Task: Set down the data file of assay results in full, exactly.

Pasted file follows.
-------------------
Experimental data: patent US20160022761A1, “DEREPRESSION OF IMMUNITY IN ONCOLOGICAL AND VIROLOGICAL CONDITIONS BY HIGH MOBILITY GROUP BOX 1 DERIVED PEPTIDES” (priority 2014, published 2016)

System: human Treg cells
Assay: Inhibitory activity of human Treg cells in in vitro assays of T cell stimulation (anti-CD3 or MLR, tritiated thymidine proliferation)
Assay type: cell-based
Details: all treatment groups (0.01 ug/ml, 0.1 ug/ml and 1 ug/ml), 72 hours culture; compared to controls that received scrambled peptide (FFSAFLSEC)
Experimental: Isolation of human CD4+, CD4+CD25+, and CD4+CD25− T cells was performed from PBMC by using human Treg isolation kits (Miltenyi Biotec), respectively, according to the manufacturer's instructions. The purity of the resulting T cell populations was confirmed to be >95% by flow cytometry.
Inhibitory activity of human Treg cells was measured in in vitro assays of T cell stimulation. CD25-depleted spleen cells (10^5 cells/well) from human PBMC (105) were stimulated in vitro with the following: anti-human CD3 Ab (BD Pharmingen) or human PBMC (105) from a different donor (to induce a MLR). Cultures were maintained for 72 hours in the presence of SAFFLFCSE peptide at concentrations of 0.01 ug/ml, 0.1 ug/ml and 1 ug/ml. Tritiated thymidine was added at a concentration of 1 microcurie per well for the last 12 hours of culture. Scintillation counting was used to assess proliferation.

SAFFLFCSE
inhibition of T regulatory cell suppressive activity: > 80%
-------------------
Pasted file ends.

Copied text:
Experimental data: patent US20160022761A1, “DEREPRESSION OF IMMUNITY IN ONCOLOGICAL AND VIROLOGICAL CONDITIONS BY HIGH MOBILITY GROUP BOX 1 DERIVED PEPTIDES” (priority 2014, published 2016)

System: human Treg cells
Assay: Inhibitory activity of human Treg cells in in vitro assays of T cell stimulation (anti-CD3 or MLR, tritiated thymidine proliferation)
Assay type: cell-based
Details: all treatment groups (0.01 ug/ml, 0.1 ug/ml and 1 ug/ml), 72 hours culture; compared to controls that received scrambled peptide (FFSAFLSEC)
Experimental: Isolation of human CD4+, CD4+CD25+, and CD4+CD25− T cells was performed from PBMC by using human Treg isolation kits (Miltenyi Biotec), respectively, according to the manufacturer's instructions. The purity of the resulting T cell populations was confirmed to be >95% by flow cytometry.
Inhibitory activity of human Treg cells was measured in in vitro assays of T cell stimulation. CD25-depleted spleen cells (10^5 cells/well) from human PBMC (105) were stimulated in vitro with the following: anti-human CD3 Ab (BD Pharmingen) or human PBMC (105) from a different donor (to induce a MLR). Cultures were maintained for 72 hours in the presence of SAFFLFCSE peptide at concentrations of 0.01 ug/ml, 0.1 ug/ml and 1 ug/ml. Tritiated thymidine was added at a concentration of 1 microcurie per well for the last 12 hours of culture. Scintillation counting was used to assess proliferation.

SAFFLFCSE
inhibition of T regulatory cell suppressive activity: > 80%